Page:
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Microsoft To Publish Windows APIs

Microsoft announced Monday it would disclose a variety of Windows technical information that the company said would bring it in line with the settlement it reached with the Department of Justice (DoJ) last fall.

Chief among the changes is the disclosure in the coming weeks of 272 internal application programming interfaces (APIs) and licensing of 113 communications protocols that would allow competitors to design application that interoperate with Microsoft's ubiquitous Windows operating system.

Also, Microsoft announced Windows XP Service Pack 1, which Microsoft began beta testing early this summer, would be available by early September. The service pack is designed to give computer makers and consumers the ability to avoid Microsoft five middleware programs: Internet Explorer, Outlook Express, MSN Messenger, Windows Media Player, and Microsoft's Java Virtual Machine.

Microsoft announced the changes in response to a number of upcoming deadlines imposed on the company in its settlement with the DoJ in November. Nine states and the District of Columbia rejected the settlement, saying the remedies would do little to stop Microsoft's anti-competitive behavior. U.S. District Court Judge Colleen Kollar-Kotelly recently heard closing arguments in the holdout states' antitrust suit. She is expected to rule on the case in early fall, either certifying the settlement or imposing a more onerous remedy advocated by the states.

"That settlement has not yet been approved but under the stipulations we filed in the court, Microsoft is obligated as a company to move forward to meet our obligations," Microsoft general counsel Brad Smith said in a conference call.

Microsoft will disclose the 272 APIs on Aug. 28, publishing them on its Microsoft Developer Network Web site. The 113 internal communications protocols will be made available for licensing beginning tomorrow, Smith said, along with 5,000 pages of background information for developers. Microsoft declined to reveal pricing for the protocols, and the company said it would require non-disclosure agreements for any company interested in licensing them.

While Microsoft would not reveal the pricing structure for protocol liceneses, it said some would be available for as little as $5 per server.

"We feel very confident these prices are reasonable," Smith said.

Of the protocols Microsoft identified, Smith said the company would only withhold two: an API for Windows file protection and a secure remote procedure call (RPC) protocal.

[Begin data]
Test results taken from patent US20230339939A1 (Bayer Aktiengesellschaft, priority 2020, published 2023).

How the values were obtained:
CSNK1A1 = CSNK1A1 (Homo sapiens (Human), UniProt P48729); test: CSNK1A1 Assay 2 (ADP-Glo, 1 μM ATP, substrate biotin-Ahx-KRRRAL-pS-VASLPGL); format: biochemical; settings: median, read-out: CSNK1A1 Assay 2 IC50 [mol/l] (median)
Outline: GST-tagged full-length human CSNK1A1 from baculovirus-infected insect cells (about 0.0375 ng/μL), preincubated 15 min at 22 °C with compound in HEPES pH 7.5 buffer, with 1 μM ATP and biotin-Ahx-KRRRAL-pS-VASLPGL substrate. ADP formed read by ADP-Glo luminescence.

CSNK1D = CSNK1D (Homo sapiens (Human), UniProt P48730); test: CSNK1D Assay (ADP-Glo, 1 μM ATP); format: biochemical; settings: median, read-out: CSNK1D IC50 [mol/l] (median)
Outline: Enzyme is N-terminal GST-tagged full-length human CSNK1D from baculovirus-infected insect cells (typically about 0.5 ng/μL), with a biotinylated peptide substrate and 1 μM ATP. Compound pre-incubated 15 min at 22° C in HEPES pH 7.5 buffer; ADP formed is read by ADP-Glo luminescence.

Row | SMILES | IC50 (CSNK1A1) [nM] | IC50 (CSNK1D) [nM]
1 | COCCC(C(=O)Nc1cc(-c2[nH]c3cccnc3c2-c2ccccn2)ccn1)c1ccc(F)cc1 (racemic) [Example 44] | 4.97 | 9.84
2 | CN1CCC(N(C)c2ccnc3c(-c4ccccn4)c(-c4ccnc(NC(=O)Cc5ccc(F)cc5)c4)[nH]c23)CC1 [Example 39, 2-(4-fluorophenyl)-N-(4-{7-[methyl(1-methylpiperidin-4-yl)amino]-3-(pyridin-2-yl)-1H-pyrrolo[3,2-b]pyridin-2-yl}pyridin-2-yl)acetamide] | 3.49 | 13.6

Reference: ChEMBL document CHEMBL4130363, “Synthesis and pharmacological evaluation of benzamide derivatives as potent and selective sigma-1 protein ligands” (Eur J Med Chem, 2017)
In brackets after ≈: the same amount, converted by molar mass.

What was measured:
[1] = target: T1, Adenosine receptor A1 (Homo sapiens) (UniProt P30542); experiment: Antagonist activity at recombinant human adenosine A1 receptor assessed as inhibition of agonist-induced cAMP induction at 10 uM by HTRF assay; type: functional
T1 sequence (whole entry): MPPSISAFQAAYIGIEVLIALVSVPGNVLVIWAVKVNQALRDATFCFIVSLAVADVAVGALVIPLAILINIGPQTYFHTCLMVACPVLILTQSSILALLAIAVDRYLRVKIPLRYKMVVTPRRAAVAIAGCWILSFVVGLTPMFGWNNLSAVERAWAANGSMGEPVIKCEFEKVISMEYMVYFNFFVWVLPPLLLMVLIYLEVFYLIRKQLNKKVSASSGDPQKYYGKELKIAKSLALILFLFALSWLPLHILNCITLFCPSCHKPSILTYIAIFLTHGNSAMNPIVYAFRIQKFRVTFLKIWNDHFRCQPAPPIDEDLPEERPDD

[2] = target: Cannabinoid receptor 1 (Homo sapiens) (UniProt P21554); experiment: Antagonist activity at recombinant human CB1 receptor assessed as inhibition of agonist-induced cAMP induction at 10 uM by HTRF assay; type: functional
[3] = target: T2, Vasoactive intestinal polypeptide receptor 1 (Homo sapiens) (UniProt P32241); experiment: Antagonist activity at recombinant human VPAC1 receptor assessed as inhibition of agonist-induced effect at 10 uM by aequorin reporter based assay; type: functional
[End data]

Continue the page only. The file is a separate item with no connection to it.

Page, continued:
"There is an unprecedented breadth to the licensing involved," Smith said.

Microsoft director of business development for its Window Group, Charlie DeJong, said the company needed to withhold the file-protection API out of concern for virus attacks, while the RPC was found to have a security hole that would leave user open to malicious attacks. Microsoft issued a patch for the security hole, and DeJong said the protocol for a later version of the RPC would be made available.

"The exceptions are clearly not swallowing any of the rules," said Smith, answering Microsoft critics who said the company would use loopholes in the Justice Department settlement to avoid disclosing critical Windows information.

Al Gillen, research director at IDC, downplayed the effects of Microsoft's move. "This is not a panacea," he said, pointing out that the software giant would continue to set conditions in licensing agreements.

The XP Service Pack is designed to answer the charges that Microsoft forces computer makers and user to choose its programs over those from rivals. For example, it will include on Windows a new start menu button called "set program access and defaults" that allows users four choices: computer-maker's settings; Microsoft only; non-Microsoft only; and customized. The default choice is customized.

The new options could help computer manufacturers, who can now choose third-party middleware, as well as rival manufacturers of Microsoft products like AOL Time Warner and RealNetworks.

Also, Microsoft said it rolled out its new uniform licensing agreements with computer makers on Aug. 1, as mandated in the settlement. Smith said the agreements give computer makers more flexibility, expanded warranty protection, and further patent indemnification.

While acknowledging Microsoft would not have made these changes on its own, Smith said the company was committed to repairing its bullying reputation.

"We need to take these kind of steps if we are going to win back the confidence of people in the government as well as the industry," he said.

Still, Microsoft's moves could be washed away Judge Kollar-Kotelly's ruling. The states have pushed for more widespread remedies, including forcing Microsoft to publish its Windows source code. Despite instructions from Judge Kollar-Kotelly to pinpoint a possible compromise, Microsoft's lawyers stood pat, repeating the company's mantra that it could not yield any more than it had in the DoJ settlement.